The journey to the periodic table of elements we know today was not smooth. Chemists Fontani, Costa and Orna tell the story of the false starts and stray paths that led to the “discovery” of many elements that turned out not to be. Some, such as “didymium,” were later revealed to be composites of multiple elements; others, such as “brevium,” were isotopes, or variations, on other elements (in this case, protactinium). Many of these efforts, the authors show, were not wasted but rather helped to clarify the true nature of the elements we know now and the chemical laws they obey. “There are many more elemental ‘discoveries’ later shown to be false than there are entries in the present table,” they write. “Some of these were good-faith errors, some were the result of personal wishful thinking, some were the fantasy children of pseudoscientists — and all have their fascinating stories.”

This article was originally published with the title "The Lost Elements: The Periodic Table's Shadow Side"

The lost elements: the periodic table’s shadow side

By Bill Griffith
17 March 2015
Marco Fontani, Mariagrazia Costa and Mary Virginia Orna
Oxford University Press
2014 | 576pp | £25.99
ISBN 9780199383344
Recently, a number of new books on the periodic table have appeared. This one, however, is different: it deals with spurious elements – those that have been claimed over the last 300 years but that do not exist or contain species already known. Vladimir Karpenko’s classic paper on the topic (Ambix, 1980, 27, 77, DOI: 10.1179/amb.1980.27.2.77) lists 180 examples; this book has some 480 candidates, sometimes making valiant attempts to identify what they might have been.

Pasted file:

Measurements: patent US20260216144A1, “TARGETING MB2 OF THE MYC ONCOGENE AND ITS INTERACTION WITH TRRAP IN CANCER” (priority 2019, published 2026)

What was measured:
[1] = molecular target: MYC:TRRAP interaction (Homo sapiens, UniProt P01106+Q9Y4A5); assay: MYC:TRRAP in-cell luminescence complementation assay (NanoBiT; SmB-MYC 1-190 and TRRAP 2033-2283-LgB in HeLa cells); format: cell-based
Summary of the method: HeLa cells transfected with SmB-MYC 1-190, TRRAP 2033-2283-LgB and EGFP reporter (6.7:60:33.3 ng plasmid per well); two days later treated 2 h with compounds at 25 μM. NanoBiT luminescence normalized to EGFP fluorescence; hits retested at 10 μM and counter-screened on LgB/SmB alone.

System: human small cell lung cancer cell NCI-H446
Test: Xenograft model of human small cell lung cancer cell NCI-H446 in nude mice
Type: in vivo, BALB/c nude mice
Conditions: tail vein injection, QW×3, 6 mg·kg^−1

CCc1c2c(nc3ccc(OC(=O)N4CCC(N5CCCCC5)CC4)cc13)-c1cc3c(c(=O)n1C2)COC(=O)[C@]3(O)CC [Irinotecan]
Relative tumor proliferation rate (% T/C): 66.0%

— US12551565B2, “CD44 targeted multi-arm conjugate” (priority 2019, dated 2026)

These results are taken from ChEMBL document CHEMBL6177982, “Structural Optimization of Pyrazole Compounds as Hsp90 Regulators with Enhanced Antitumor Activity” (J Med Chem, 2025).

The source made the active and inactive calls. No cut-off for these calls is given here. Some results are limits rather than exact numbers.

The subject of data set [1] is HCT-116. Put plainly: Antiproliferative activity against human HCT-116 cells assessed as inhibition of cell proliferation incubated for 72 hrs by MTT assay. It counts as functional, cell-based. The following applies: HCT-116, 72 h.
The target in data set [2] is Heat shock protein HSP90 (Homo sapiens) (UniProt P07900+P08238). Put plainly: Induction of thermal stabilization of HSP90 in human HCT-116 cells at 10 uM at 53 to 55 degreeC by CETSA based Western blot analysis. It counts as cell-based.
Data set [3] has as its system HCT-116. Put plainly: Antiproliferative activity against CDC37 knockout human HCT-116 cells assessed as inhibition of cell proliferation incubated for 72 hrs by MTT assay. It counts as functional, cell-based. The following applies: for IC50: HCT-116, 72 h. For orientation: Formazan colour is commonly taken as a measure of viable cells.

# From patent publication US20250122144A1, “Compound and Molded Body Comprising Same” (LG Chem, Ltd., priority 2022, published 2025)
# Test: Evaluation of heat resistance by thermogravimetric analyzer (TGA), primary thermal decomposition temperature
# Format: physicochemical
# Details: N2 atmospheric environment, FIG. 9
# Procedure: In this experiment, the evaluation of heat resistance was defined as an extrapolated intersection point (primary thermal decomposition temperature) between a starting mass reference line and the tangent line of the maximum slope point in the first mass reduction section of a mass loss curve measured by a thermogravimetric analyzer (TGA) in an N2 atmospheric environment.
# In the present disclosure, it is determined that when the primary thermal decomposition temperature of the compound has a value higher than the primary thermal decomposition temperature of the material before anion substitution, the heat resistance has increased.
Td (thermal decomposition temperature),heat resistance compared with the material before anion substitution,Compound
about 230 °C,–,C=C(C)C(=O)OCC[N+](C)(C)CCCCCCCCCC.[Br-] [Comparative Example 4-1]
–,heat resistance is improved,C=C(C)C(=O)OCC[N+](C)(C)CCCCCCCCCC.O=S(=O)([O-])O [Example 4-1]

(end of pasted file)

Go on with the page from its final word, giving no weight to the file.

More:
The material is chronologically arranged. It starts rather uneasily with a chapter on ‘elements’ announced before 1789 – however, the concept of elements was only defined that year. The next and more successful section covers the years until 1869, the date of Mendeleev’s first periodic table. Some 36 genuine elements were identified, but also at least 50 spurious ones. In 1869–1914 another 23 genuine new elements were discovered, as well as 140 false ones, mostly inspired by Mendeleev’s tables. When Henry Moseley, Niels Bohr and Frederick Soddy laid a theoretical basis for the periodic table in the early 20th century, vacancies still existed, such as the elements 43 (technetium), 75 (rhenium) and 85 (astatine). Hafnium, discovered in 1925, begat more spurious ancestors than any other, including the so-called elements asium, celtium, euxenium, jargonium, and oceanium. The book’s final sections cover the years post 1939, with trans-uranides, modern transmutations and bizarre elements, such as anodium, cathodium and big dipperian.